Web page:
Hi, I’m a physicist turned web designer turned solution architect and so on, with a love of the Peak District. Welcome to a dusty little corner of the web where you’ll find some archived content and a few random musings. Pull up a chair, coffee’s on…
I’m a great fan of homebrew, the package manager for OS X that gives access to a raft of useful tools. However, it’s designed for a single user, really, which is OK for a developer’s laptop but less cool for a shared computer or one that uses network accounts. For these cases, here’s a solution.
Wow, now this was an eventful commute… Snow in April anyone? This was the non-view from a place called ‘Surprise View’, complete with Land Rover Discovery at a funny angle in the wrong lane and taking a while to get it straight again! I’d already picked up a friend who works for another business in Hathersage after his RS4 had become a little too friendly with a snowbank.
Apache, Nginx and the like log every request your web server processes, unless you’ve configured them not to. Whilst statistics packages such as Awstats, Webalizer, Google Analytics and friends provide a useful overview there’s nothing that beats the raw data for being able to answer your own questions. Here, I introduce an
awkscript you can use to get your own analysis going.
One thousand pieces… Eighty seconds… Tower Bridge pieces itself into view before your very eyes. Of course, this reveals the method I used to make the puzzle but really - who makes the sky first?!?
Last weekend I had the pleasure of a day picking up landscape photographic tips from the esteemed photographers Paul Hill and Karen Frenkel. There were quite a lot of us; I don’t know how they managed it but the advice they gave was great. Here’s a brief story on improving a picture with a little thought.
Blog popularity: it’s nice to know what’s popular and what’s not with visitors on a blog and a summary of the most popular entries helps those who’ve not visited before. Thing is, there’s a problem… most blog popularity measures are based on visits for all time, so what if you write a new article?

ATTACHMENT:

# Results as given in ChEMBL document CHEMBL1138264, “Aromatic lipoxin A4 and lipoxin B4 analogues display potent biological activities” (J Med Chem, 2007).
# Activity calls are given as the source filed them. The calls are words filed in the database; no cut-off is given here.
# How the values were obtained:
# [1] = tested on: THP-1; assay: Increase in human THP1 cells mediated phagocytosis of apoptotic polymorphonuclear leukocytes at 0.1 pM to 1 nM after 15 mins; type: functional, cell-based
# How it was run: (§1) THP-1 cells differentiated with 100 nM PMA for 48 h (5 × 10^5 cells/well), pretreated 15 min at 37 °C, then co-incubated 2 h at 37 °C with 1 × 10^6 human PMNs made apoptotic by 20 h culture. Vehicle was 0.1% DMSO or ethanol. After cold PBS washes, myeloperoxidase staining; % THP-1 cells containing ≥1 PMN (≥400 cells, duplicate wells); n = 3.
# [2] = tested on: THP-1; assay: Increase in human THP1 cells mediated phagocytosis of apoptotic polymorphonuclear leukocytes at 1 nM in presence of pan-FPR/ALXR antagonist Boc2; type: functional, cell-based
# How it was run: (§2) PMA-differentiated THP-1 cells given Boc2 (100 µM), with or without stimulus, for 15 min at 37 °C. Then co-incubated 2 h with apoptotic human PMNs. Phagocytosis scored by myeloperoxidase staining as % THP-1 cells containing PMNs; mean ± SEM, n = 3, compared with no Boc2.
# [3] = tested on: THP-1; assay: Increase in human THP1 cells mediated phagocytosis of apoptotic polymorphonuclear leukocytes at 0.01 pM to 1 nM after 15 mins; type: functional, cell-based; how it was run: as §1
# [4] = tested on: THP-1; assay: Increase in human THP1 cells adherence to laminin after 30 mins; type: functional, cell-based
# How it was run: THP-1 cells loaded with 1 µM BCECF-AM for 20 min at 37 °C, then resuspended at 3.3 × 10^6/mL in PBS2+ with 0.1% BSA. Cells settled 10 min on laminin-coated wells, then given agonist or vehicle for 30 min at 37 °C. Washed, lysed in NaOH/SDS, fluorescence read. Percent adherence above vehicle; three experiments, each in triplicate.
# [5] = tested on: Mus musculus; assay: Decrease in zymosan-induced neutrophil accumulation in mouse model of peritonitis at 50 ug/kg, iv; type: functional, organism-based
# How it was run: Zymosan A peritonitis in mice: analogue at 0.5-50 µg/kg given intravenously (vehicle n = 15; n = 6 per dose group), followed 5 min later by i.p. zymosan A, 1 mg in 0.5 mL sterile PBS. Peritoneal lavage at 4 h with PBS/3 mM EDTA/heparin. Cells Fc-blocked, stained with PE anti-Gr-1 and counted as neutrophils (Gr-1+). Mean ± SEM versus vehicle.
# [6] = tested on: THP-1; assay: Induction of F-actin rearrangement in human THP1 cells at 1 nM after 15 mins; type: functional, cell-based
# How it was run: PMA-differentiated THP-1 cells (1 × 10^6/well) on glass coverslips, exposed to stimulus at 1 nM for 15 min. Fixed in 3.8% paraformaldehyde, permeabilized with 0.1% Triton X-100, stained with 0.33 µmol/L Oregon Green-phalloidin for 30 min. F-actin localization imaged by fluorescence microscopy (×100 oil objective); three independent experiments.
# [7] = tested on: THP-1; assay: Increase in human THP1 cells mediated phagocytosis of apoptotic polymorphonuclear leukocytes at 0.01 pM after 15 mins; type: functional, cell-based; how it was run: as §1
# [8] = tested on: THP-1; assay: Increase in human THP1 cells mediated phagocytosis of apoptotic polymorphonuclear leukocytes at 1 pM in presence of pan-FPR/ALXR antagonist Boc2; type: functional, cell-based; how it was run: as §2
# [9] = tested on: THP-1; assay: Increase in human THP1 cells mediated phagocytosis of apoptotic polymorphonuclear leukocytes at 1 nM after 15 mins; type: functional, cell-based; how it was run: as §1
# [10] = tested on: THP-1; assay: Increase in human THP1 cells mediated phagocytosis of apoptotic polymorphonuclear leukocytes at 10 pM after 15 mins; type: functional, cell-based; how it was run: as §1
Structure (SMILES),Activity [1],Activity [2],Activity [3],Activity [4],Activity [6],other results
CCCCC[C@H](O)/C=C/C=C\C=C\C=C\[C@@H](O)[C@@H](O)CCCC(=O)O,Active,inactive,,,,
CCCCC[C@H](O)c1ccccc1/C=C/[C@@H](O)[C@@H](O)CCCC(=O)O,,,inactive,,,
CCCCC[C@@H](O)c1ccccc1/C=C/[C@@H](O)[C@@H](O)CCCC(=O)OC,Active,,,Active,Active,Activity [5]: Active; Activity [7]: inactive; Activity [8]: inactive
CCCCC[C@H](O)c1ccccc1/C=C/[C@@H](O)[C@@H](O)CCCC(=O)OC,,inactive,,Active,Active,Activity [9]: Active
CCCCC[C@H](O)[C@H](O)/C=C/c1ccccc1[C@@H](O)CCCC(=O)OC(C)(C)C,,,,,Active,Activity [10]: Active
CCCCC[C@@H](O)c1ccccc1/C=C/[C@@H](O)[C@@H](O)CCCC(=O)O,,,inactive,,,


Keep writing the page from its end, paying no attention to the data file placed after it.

This page contains a plugin you might like to use if you need to work out an arrangement of columns for a given width, such as for a website design. Select the number of columns and drag the box edge to choose the total width.
Yesterday, I published the first version of a tool to calculate and visualise website column widths which simplifies the process of splitting a content area into a number of equally spaced equal width columns. Yes, there are plenty of tools out there that will take a given column width and spacing and tell you the overall width, but there aren’t many that you can give the total width and the number of columns you’re looking for and you get to see the available column width options.
We’ve recently moved premises at work, giving us the opportunity for dual broadband for bandwidth sharing and failover. Whilst the DrayTek Vigor 2920n is an excellent device, it needs a couple of ADSL modems running in modem-only mode (sometimes known as bridge mode) to be used with ADSL connections. As I had a Netgear DG834G and a DG834N available, I figured that a factory reset followed by device mode setup from the hidden page, then plug it all in would just work. Nope.
Please note: This article was originally on planetfear.com but has since vanished. Steve wrote the original and thanks to t’internet principle (once published; always there somewhere) via the Wayback Machine, here it is.
Becky and I went on the last PlanetFear Coaching holiday to the idyllic Greek island of Kalymnos. Both hoping to push our grade, we had a great time under the critical eye of Steve McClure and Katherine Schirrmacher who were both fantastic. I cracked F7b+ on redpoint on my third try, but watch this space as there’s definitely more to come where that one came from.
Got a wireless network? Need to extend the range to cover that other corner of the house/garden/shed? Been thoroughly hacked off with trying to get what should be quite a simple thing working properly? Yup. Me too…
Monday 25th June 2007: Pouring rain in Sheffield all day, the River Don flowing past the back wall of the Foundry Climbing Centre bursts its banks, flooding large parts of Sheffield including the Foundry car-park to a depth of about 4 feet! Fortunately the floor of the Foundry is several feet higher than the car-park, but it only takes a couple of inches of coverage to soak everything.
Animation is the reverse process of making a live-action film. For a live-action film, movement is ‘frozen’ into a series of separate still frames but for animation each frame is created to produce the film.